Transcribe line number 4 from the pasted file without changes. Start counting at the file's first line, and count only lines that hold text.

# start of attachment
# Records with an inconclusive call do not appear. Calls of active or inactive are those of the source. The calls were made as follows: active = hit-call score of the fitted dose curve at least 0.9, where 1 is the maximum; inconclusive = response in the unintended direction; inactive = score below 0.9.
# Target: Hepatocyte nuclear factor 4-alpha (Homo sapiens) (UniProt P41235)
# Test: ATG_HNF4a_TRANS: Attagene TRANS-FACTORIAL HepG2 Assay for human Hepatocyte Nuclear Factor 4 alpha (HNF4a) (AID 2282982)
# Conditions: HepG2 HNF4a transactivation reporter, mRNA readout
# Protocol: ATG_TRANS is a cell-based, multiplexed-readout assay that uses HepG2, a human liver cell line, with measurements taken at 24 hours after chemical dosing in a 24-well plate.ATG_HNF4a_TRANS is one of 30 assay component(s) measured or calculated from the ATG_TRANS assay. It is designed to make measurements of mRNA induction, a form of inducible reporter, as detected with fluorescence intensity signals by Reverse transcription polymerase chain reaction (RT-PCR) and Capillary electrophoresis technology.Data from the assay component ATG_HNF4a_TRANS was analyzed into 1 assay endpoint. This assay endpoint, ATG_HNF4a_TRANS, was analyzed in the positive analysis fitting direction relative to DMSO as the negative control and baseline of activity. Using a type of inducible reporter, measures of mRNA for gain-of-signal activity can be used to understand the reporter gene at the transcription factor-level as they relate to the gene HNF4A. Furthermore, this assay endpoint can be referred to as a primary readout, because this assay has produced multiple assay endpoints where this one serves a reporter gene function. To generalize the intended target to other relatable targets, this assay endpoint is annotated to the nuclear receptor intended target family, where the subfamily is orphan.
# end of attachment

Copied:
# Conditions: HepG2 HNF4a transactivation reporter, mRNA readout